The peculiar feeling I got after every fight with Andrew, a cool, numb lightness, tumbled through me. When he finally came back, he didn’t say anything. It was a relief when the bedroom light went out. At first my typing continued so the noise would keep him awake, but after a few hours, it started producing something real.

At sunrise, my eyes were bleary from staring at my laptop all night. I thought my work was good, but thanks to Andrew, and maybe me, I couldn’t feel proud of it. Maybe the real lesson of this weekend was that I was capable of functioning extremely well from under an umbrella of deep shame, I mused as I drove toward the nearest town for breakfast. Gross, don’t even think stuff like ‘umbrella of deep shame’. Why does there need to be a lesson? Why did you need to feel that way before you could get any real work done? Disgusted and foggy from the sleepless night, I found a drive thru, and then spent the drive back to the city filling my phone with indulgently miserable voice memos: “Was I right to think I couldn’t do this?” “What qualifies as meaningful work?” “Is there a way to blame all my problems on capitalism? Or Jeff Bezos?” “Once I tried to read The Communist Manifesto and my sister told me it wasn’t a cute look but didn’t explain why.”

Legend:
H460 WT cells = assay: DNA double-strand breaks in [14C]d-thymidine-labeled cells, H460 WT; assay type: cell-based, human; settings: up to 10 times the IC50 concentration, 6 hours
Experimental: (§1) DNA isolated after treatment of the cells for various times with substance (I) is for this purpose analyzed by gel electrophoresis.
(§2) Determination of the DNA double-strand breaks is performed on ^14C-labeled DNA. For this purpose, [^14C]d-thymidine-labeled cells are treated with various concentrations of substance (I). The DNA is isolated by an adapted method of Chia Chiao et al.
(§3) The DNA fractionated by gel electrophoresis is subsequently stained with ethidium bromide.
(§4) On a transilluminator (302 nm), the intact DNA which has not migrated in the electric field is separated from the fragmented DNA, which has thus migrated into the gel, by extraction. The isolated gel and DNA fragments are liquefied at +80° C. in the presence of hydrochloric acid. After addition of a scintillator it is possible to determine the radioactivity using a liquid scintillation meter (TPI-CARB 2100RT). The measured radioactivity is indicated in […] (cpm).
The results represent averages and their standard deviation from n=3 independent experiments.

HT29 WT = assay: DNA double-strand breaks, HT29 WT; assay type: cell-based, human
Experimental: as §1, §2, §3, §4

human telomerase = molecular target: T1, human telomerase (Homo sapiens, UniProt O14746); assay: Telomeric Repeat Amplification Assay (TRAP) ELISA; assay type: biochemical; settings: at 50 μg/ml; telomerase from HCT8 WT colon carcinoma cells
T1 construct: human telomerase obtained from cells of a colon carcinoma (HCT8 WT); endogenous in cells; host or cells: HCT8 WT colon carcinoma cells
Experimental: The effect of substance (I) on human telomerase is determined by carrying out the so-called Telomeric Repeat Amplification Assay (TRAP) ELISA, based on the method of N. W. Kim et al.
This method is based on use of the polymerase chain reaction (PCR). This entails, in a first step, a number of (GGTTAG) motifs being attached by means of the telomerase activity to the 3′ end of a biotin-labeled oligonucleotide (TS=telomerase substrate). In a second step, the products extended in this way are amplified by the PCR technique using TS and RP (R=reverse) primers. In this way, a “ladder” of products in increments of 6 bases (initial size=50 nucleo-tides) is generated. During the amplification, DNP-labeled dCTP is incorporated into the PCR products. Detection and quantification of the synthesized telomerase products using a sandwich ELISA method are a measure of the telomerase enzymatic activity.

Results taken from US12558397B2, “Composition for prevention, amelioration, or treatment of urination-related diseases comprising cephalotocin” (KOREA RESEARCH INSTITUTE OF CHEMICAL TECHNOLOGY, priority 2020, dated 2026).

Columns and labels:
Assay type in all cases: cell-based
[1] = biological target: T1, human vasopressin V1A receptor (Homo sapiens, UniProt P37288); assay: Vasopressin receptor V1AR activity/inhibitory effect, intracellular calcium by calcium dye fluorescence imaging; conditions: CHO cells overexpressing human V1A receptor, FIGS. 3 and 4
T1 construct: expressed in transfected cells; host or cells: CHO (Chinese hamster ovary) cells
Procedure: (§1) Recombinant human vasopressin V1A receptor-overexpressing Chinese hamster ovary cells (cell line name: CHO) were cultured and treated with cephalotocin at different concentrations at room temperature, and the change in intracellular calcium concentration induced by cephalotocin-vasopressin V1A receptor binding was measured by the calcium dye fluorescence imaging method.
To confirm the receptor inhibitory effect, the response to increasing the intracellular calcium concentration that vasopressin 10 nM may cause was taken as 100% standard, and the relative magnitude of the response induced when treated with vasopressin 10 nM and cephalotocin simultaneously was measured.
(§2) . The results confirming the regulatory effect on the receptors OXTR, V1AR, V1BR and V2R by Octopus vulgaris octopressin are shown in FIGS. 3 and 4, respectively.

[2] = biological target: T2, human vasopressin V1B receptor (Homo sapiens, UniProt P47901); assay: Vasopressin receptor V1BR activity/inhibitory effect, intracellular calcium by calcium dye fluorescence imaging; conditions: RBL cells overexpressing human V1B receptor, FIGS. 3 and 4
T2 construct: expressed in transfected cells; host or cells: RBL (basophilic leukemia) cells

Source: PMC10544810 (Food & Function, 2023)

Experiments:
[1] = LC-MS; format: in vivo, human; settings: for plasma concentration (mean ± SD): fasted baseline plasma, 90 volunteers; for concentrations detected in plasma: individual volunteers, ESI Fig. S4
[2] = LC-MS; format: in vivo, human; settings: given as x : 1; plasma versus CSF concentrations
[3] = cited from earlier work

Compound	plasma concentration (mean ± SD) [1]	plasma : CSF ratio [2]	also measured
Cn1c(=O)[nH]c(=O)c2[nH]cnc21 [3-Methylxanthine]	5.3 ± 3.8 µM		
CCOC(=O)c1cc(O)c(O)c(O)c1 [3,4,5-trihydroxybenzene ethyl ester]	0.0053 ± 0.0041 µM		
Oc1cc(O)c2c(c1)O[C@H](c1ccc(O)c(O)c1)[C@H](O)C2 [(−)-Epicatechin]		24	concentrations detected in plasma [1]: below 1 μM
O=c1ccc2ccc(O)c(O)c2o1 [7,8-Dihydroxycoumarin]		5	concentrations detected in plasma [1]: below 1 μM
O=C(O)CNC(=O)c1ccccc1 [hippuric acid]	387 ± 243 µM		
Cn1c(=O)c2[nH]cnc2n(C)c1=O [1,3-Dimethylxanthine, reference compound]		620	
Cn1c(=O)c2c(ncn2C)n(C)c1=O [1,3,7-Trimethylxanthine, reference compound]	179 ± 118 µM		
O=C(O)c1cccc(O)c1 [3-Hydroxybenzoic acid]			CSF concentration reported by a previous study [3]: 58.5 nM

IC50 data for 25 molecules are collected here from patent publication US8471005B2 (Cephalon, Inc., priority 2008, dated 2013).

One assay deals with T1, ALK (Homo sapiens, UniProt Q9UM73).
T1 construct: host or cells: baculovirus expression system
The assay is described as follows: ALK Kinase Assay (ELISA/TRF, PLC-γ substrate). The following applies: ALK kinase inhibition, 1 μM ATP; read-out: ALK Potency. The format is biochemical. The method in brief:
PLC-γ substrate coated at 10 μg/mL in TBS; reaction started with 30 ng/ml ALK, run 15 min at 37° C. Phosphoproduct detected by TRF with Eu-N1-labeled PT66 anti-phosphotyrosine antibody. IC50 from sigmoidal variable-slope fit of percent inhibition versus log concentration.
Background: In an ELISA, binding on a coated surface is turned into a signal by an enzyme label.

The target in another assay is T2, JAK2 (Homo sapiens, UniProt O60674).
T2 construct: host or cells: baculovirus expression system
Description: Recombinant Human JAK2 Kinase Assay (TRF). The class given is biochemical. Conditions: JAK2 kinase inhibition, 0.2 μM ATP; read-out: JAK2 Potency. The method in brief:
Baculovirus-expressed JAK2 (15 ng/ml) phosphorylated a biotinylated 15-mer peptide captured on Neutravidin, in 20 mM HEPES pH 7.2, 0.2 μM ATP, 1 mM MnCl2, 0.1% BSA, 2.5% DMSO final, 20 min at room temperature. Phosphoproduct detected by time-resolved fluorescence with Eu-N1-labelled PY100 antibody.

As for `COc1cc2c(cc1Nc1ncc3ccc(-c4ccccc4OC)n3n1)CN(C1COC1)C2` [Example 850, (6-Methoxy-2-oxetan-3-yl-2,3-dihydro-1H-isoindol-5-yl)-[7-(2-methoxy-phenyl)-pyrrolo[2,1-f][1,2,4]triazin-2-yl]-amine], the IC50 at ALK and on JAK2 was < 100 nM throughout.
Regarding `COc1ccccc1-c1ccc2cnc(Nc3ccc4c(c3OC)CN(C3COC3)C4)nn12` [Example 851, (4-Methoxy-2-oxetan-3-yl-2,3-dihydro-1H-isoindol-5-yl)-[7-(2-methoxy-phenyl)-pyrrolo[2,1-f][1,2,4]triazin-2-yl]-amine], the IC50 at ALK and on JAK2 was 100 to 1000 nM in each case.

When I got home I climbed into bed immediately. As my brain slowly untangled, the tiniest piece of pride edged in. Buried under all my insecurity was a suspicion that the stuff I wrote was good. The fresh bed sheets even made me a little thankful for Andrew. Maybe I would extend a benevolent dinner invitation to him tonight. I sat up, jolted from almost-sleep. I forgot Andrew at the cabin.


Susan Stronach lives in Chilliwack, British Columbia, where she teaches middle and high school Language Arts classes. In her free time, she gets a lot of joy from watching Golden Girls, hiking, and creative writing.